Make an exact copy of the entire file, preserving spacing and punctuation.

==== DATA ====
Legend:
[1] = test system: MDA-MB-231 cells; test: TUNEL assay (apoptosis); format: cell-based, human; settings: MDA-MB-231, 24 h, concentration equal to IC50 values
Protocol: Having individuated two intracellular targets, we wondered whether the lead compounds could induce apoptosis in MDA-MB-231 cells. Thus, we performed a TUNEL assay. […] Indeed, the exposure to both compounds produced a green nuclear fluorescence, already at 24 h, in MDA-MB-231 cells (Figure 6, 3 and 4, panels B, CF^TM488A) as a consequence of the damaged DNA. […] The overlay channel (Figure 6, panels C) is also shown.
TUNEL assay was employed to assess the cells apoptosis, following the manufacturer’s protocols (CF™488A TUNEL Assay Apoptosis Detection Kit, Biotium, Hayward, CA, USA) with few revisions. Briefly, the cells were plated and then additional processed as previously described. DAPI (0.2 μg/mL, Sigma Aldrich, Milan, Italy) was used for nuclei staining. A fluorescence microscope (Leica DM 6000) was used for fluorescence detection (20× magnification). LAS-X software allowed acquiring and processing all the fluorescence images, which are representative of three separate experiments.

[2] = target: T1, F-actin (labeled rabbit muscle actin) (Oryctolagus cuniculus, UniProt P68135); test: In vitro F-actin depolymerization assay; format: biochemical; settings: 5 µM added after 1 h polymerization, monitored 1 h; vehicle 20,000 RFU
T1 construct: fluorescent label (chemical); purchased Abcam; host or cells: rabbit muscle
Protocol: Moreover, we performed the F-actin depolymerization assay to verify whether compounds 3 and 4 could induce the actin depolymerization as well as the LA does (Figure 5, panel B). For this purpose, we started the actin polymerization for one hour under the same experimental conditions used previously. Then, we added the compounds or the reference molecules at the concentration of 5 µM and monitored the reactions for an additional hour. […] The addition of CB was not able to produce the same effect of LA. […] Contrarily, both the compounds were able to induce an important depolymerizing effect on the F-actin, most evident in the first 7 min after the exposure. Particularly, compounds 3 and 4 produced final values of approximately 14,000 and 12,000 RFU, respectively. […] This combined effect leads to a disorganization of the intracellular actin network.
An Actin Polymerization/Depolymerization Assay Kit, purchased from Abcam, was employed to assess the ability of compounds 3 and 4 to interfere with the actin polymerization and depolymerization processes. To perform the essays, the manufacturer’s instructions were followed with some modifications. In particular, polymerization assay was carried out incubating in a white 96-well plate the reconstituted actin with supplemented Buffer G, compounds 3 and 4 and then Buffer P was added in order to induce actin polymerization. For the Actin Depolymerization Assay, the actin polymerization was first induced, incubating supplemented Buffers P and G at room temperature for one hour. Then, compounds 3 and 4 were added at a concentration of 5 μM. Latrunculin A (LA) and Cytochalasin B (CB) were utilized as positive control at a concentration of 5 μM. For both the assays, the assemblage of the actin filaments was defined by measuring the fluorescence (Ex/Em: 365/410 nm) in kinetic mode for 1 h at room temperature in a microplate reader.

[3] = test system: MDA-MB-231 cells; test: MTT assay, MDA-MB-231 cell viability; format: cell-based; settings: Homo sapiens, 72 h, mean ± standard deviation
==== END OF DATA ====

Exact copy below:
Legend:
[1] = test system: MDA-MB-231 cells; test: TUNEL assay (apoptosis); format: cell-based, human; settings: MDA-MB-231, 24 h, concentration equal to IC50 values
Protocol: Having individuated two intracellular targets, we wondered whether the lead compounds could induce apoptosis in MDA-MB-231 cells. Thus, we performed a TUNEL assay. […] Indeed, the exposure to both compounds produced a green nuclear fluorescence, already at 24 h, in MDA-MB-231 cells (Figure 6, 3 and 4, panels B, CF^TM488A) as a consequence of the damaged DNA. […] The overlay channel (Figure 6, panels C) is also shown.
TUNEL assay was employed to assess the cells apoptosis, following the manufacturer’s protocols (CF™488A TUNEL Assay Apoptosis Detection Kit, Biotium, Hayward, CA, USA) with few revisions. Briefly, the cells were plated and then additional processed as previously described. DAPI (0.2 μg/mL, Sigma Aldrich, Milan, Italy) was used for nuclei staining. A fluorescence microscope (Leica DM 6000) was used for fluorescence detection (20× magnification). LAS-X software allowed acquiring and processing all the fluorescence images, which are representative of three separate experiments.

[2] = target: T1, F-actin (labeled rabbit muscle actin) (Oryctolagus cuniculus, UniProt P68135); test: In vitro F-actin depolymerization assay; format: biochemical; settings: 5 µM added after 1 h polymerization, monitored 1 h; vehicle 20,000 RFU
T1 construct: fluorescent label (chemical); purchased Abcam; host or cells: rabbit muscle
Protocol: Moreover, we performed the F-actin depolymerization assay to verify whether compounds 3 and 4 could induce the actin depolymerization as well as the LA does (Figure 5, panel B). For this purpose, we started the actin polymerization for one hour under the same experimental conditions used previously. Then, we added the compounds or the reference molecules at the concentration of 5 µM and monitored the reactions for an additional hour. […] The addition of CB was not able to produce the same effect of LA. […] Contrarily, both the compounds were able to induce an important depolymerizing effect on the F-actin, most evident in the first 7 min after the exposure. Particularly, compounds 3 and 4 produced final values of approximately 14,000 and 12,000 RFU, respectively. […] This combined effect leads to a disorganization of the intracellular actin network.
An Actin Polymerization/Depolymerization Assay Kit, purchased from Abcam, was employed to assess the ability of compounds 3 and 4 to interfere with the actin polymerization and depolymerization processes. To perform the essays, the manufacturer’s instructions were followed with some modifications. In particular, polymerization assay was carried out incubating in a white 96-well plate the reconstituted actin with supplemented Buffer G, compounds 3 and 4 and then Buffer P was added in order to induce actin polymerization. For the Actin Depolymerization Assay, the actin polymerization was first induced, incubating supplemented Buffers P and G at room temperature for one hour. Then, compounds 3 and 4 were added at a concentration of 5 μM. Latrunculin A (LA) and Cytochalasin B (CB) were utilized as positive control at a concentration of 5 μM. For both the assays, the assemblage of the actin filaments was defined by measuring the fluorescence (Ex/Em: 365/410 nm) in kinetic mode for 1 h at room temperature in a microplate reader.

[3] = test system: MDA-MB-231 cells; test: MTT assay, MDA-MB-231 cell viability; format: cell-based; settings: Homo sapiens, 72 h, mean ± standard deviation